Volume 98, Issue 6
  • ISSN: 0002-9637
  • E-ISSN: 1476-1645



is the vector of at least seven human pathogens in Minnesota, two of which are known to cause Lyme disease ( sensu stricto and ). In Minnesota, the statewide incidence of Lyme disease and other –borne diseases and the geographic extent over which cases have been reported have both increased substantially over the last two decades. These changes correspond with an expanding distribution of over a similar time frame. Because the risk of exposure to –borne pathogens is likely related to the number of ticks encountered, we developed an acarological risk model predicting the density of host-seeking nymphs (DON) in Minnesota. The model was informed by sampling 81 sites located in 42 counties in Minnesota. Two main foci were predicted by the model to support elevated densities of host-seeking nymphs, which included the seven-county Minneapolis-St. Paul metropolitan area and counties in northern Minnesota, including Lake of the Woods and Koochiching counties. There was substantial heterogeneity observed in predicted DON across the state at the county scale; however, counties classified as high risk for –borne diseases and counties with known established populations of had the highest proportion of the county predicted as suitable for host-seeking nymphs (≥ 0.13 nymphs/100 m). The model provides insight into areas of potential population expansion and identifies focal areas of predicted suitable habitat within counties where the incidence of –borne diseases has been historically low.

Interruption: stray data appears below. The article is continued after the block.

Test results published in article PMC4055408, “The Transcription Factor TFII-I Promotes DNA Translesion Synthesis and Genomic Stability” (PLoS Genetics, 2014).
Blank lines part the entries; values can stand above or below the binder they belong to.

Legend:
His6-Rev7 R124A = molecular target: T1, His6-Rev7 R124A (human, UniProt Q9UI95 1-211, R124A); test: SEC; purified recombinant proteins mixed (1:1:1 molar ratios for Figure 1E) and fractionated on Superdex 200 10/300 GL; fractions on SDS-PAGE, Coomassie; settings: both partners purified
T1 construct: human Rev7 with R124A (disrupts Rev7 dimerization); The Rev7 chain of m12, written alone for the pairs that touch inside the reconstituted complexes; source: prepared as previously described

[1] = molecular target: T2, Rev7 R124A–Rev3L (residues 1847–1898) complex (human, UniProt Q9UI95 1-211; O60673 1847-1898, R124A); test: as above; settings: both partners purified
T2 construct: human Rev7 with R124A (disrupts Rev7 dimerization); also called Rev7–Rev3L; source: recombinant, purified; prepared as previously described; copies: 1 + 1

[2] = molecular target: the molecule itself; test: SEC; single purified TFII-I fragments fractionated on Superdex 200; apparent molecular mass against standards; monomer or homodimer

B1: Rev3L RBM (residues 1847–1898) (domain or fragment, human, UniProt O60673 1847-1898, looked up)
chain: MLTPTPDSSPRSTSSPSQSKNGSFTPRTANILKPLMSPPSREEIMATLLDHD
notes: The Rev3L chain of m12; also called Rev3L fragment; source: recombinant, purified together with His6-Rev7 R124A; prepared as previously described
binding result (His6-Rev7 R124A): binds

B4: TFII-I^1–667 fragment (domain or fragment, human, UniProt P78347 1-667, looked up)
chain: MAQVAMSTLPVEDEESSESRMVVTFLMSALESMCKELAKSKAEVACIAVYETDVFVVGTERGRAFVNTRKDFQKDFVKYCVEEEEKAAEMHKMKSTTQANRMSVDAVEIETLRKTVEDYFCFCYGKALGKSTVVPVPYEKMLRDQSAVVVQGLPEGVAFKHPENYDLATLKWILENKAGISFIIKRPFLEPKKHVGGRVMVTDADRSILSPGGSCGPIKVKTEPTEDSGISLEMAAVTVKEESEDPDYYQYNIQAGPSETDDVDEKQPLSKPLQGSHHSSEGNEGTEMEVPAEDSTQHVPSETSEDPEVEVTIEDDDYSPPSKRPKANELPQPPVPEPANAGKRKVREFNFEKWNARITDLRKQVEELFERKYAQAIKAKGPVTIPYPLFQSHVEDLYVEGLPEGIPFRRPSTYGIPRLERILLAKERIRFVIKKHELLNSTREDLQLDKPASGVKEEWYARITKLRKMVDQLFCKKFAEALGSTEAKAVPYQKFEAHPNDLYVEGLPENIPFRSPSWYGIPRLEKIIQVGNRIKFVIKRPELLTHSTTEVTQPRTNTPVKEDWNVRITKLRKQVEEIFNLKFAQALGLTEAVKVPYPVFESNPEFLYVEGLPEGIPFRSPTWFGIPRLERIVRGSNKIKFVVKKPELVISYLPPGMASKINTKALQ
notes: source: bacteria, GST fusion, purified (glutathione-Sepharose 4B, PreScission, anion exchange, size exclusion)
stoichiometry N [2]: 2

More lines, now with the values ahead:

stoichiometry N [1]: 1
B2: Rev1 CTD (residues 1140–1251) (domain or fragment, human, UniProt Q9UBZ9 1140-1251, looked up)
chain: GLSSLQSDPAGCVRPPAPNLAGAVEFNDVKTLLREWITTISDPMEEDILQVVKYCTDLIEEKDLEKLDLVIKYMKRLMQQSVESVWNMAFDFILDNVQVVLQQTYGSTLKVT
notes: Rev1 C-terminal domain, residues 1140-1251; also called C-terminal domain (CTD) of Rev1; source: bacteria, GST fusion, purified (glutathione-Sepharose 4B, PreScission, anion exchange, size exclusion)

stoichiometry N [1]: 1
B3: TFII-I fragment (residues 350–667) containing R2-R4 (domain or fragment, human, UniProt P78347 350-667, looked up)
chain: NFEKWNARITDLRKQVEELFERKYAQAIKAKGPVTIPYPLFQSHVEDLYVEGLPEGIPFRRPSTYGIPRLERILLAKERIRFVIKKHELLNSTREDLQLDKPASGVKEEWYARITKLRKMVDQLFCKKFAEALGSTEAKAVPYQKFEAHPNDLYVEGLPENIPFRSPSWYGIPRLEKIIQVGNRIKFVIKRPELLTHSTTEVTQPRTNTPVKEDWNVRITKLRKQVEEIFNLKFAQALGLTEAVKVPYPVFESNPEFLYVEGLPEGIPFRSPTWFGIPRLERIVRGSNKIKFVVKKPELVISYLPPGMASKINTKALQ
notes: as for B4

[open-access] This is an open-access article distributed under the terms of the Creative Commons Attribution License, which permits unrestricted use, distribution, and reproduction in any medium, provided the original author and source are credited.


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  • Received : 07 Jul 2017
  • Accepted : 11 Feb 2018
  • Published online : 09 Apr 2018

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